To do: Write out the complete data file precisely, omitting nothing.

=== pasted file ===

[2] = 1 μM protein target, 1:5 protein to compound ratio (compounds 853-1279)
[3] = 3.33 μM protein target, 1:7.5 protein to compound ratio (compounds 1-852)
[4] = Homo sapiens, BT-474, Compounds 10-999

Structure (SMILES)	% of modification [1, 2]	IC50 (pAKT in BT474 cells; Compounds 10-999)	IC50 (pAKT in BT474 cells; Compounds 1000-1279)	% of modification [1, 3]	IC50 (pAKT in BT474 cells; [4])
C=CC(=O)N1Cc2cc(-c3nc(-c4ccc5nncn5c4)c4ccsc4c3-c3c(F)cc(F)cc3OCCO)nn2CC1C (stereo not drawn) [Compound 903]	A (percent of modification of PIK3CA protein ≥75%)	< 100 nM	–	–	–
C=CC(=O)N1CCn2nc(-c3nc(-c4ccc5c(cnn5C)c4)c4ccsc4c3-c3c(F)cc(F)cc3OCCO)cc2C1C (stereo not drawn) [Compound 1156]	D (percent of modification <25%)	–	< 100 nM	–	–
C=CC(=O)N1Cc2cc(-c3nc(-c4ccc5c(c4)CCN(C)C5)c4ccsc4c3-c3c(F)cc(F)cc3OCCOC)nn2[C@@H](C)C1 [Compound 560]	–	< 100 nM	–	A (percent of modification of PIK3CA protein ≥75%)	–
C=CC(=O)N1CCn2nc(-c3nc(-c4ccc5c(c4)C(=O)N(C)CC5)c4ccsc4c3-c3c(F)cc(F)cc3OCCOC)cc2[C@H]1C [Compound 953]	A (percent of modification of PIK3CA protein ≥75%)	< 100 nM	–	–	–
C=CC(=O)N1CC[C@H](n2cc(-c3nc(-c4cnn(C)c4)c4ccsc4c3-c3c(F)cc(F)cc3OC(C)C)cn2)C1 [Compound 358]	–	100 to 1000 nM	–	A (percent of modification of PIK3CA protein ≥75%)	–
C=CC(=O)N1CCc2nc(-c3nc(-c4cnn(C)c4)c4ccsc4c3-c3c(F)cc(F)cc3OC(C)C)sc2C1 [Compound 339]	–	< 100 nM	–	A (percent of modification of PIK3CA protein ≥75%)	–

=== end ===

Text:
[2] = 1 μM protein target, 1:5 protein to compound ratio (compounds 853-1279)
[3] = 3.33 μM protein target, 1:7.5 protein to compound ratio (compounds 1-852)
[4] = Homo sapiens, BT-474, Compounds 10-999

Structure (SMILES)	% of modification [1, 2]	IC50 (pAKT in BT474 cells; Compounds 10-999)	IC50 (pAKT in BT474 cells; Compounds 1000-1279)	% of modification [1, 3]	IC50 (pAKT in BT474 cells; [4])
C=CC(=O)N1Cc2cc(-c3nc(-c4ccc5nncn5c4)c4ccsc4c3-c3c(F)cc(F)cc3OCCO)nn2CC1C (stereo not drawn) [Compound 903]	A (percent of modification of PIK3CA protein ≥75%)	< 100 nM	–	–	–
C=CC(=O)N1CCn2nc(-c3nc(-c4ccc5c(cnn5C)c4)c4ccsc4c3-c3c(F)cc(F)cc3OCCO)cc2C1C (stereo not drawn) [Compound 1156]	D (percent of modification <25%)	–	< 100 nM	–	–
C=CC(=O)N1Cc2cc(-c3nc(-c4ccc5c(c4)CCN(C)C5)c4ccsc4c3-c3c(F)cc(F)cc3OCCOC)nn2[C@@H](C)C1 [Compound 560]	–	< 100 nM	–	A (percent of modification of PIK3CA protein ≥75%)	–
C=CC(=O)N1CCn2nc(-c3nc(-c4ccc5c(c4)C(=O)N(C)CC5)c4ccsc4c3-c3c(F)cc(F)cc3OCCOC)cc2[C@H]1C [Compound 953]	A (percent of modification of PIK3CA protein ≥75%)	< 100 nM	–	–	–
C=CC(=O)N1CC[C@H](n2cc(-c3nc(-c4cnn(C)c4)c4ccsc4c3-c3c(F)cc(F)cc3OC(C)C)cn2)C1 [Compound 358]	–	100 to 1000 nM	–	A (percent of modification of PIK3CA protein ≥75%)	–
C=CC(=O)N1CCc2nc(-c3nc(-c4cnn(C)c4)c4ccsc4c3-c3c(F)cc(F)cc3OC(C)C)sc2C1 [Compound 339]	–	< 100 nM	–	A (percent of modification of PIK3CA protein ≥75%)	–